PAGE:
Available on DVD or streaming
You might have seen the film in the cinema just before lockdown, or perhaps you have seen another version of Jane Austen’s novel in the past, But just like a Shakespeare play, the book can be read many times and the film can be seen again and again. And this interpretation of Emma, directed by Autumn de Wilde, is well-worth re-visiting.
Although this is her first film, the director has caught both the character of Emma as well as the class-ridden milieu of the original. The manners of the time, 1815, are shown clearly. How people behave both in society and in particular to each other is the background to Emma’s story.
Emma Woodhouse (Anya Taylor-Joy) is absolutely sure that she is right about many things concerning manners and romance. So, when she becomes friendly with Harriet (Mia Goth), she pushes her towards the odious Mr Elton (Josh O’Connor), who, as a vicar has good standing in the community. It is obvious to all except Emma that Harriet is in love with the farmer, Robert Martin (Connor Swindells), who, in turn dotes on her. But Emma makes Harriet reject the farmer as she believes Mr Elton will propose to Harriet. Instead he proposes to Emma, who is mortified and rejects him. While Emma’s father, Mr Woodhouse (Bill Nighy), is worried about Emma leaving him to get married, their family friend, George Knightley (Johnny Flynn) warns Emma against meddling in other people’s lives. She takes no notice and continues to put Harriet forward with other potential suitors. When she is rude to the gentle but garrulous Miss Bates (Miranda Hart) and humiliates her in front of their friends, Knightley speaks firmly to Emma so she begins to understand that her own behaviour is not always perfect. And then Emma and Knightley become attracted to each other. More misunderstandings occur before the conclusion of the film.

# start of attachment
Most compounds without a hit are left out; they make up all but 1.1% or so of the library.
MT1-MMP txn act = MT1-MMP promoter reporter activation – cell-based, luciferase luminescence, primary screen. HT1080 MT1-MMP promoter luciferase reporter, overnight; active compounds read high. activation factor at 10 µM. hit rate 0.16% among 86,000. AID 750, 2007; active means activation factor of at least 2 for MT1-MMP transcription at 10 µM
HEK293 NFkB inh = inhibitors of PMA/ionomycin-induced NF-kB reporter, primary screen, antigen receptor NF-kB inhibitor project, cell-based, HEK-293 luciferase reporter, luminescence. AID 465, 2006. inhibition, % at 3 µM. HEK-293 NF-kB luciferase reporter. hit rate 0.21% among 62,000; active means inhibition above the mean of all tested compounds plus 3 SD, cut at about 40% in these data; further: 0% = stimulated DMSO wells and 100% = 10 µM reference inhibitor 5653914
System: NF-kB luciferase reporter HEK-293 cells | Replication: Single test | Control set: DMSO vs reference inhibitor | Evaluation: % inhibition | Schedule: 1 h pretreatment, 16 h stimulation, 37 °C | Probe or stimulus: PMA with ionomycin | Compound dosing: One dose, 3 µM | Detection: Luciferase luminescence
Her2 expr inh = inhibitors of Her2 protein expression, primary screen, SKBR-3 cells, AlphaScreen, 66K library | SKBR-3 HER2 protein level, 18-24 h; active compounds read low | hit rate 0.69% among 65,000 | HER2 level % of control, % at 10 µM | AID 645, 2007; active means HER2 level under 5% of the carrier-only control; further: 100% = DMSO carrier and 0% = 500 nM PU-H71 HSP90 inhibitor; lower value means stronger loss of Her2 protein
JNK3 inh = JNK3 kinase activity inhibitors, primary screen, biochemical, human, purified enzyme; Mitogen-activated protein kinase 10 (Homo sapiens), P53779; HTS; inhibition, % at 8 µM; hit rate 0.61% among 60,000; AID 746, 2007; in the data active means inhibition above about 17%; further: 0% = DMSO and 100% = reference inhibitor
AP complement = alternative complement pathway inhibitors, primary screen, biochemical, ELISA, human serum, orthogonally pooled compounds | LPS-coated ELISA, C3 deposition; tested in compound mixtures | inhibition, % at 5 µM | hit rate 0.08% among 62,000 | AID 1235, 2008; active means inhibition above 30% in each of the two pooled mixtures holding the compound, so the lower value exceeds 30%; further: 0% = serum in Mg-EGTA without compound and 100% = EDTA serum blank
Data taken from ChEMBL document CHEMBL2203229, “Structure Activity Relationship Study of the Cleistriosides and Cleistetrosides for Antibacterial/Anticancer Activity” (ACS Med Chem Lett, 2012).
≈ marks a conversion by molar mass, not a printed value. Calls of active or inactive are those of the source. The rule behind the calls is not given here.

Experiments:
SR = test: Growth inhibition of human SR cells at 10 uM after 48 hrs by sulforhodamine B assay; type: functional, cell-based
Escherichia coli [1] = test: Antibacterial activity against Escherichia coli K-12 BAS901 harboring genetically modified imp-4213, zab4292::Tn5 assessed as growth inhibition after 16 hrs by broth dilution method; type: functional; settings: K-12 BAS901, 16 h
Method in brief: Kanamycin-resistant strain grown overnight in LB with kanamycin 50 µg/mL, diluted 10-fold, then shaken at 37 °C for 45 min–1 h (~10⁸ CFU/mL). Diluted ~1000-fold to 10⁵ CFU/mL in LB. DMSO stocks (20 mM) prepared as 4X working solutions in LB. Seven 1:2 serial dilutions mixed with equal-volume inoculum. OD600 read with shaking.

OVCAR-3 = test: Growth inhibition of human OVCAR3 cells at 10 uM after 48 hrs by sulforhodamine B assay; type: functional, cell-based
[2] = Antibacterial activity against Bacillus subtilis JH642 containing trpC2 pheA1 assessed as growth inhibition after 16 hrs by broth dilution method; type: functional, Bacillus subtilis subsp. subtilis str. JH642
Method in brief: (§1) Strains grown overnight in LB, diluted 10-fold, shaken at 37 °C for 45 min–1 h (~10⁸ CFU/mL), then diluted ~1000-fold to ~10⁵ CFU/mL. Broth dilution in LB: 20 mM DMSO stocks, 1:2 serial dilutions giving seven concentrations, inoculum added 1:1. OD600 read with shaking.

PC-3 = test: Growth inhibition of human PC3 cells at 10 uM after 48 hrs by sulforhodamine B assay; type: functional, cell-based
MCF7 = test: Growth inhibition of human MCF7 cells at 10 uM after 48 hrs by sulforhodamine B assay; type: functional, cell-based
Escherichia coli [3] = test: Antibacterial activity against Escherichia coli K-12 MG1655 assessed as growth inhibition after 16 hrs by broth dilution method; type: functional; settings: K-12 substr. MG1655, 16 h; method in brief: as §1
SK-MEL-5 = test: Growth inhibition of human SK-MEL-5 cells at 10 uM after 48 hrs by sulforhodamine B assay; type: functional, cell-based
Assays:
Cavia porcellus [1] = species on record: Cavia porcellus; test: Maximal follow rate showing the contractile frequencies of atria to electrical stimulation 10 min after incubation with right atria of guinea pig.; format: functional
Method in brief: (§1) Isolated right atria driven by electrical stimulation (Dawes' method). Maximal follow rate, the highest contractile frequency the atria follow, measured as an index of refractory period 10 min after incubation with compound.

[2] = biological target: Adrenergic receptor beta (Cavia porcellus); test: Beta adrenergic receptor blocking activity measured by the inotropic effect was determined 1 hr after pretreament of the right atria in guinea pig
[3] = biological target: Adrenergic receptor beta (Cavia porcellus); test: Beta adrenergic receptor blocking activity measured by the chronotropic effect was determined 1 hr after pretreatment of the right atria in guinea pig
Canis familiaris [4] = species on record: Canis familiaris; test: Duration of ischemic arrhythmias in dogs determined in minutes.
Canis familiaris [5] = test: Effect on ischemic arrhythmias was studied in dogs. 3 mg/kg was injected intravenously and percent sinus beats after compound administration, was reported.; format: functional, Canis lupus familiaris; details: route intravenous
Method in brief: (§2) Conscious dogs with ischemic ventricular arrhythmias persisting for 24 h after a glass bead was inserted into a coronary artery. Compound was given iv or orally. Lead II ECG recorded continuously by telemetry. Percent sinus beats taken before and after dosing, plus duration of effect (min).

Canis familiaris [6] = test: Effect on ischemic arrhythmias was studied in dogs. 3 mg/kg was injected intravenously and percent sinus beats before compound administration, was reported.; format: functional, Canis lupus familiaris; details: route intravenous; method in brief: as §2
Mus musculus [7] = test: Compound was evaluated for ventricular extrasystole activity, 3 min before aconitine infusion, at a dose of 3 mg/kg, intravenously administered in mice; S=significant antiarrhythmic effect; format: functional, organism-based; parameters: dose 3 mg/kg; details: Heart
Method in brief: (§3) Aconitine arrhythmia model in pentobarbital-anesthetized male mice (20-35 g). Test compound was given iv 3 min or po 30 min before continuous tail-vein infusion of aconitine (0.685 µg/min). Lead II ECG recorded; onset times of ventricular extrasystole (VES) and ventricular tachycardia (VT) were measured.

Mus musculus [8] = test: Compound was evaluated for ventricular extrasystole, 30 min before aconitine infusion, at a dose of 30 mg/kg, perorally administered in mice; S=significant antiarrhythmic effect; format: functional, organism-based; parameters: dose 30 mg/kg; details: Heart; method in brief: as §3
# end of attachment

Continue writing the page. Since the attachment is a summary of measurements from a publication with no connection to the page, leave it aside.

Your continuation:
Beautifully filmed, we see the rural surroundings of the small community and feel part of their lives. Autumn de Wilde’s casting is spot on and young Anya Taylor -Joy is indeed delightful as Emma. Good to see Nighy in a part which suits him so well and the young men are dishy or snobbish as appropriate!
It would be good to say that the film has a feminist slant, but really the main thing that the young women desire is a husband and home of their own. It is a romantic novel and a romantic film. Lovely for the present time when most of us want to be taken away out of our confined homes.
Cinematography which is exactly right for all scenes, sensitive performances and a well-written script contribute to a most appealing movie.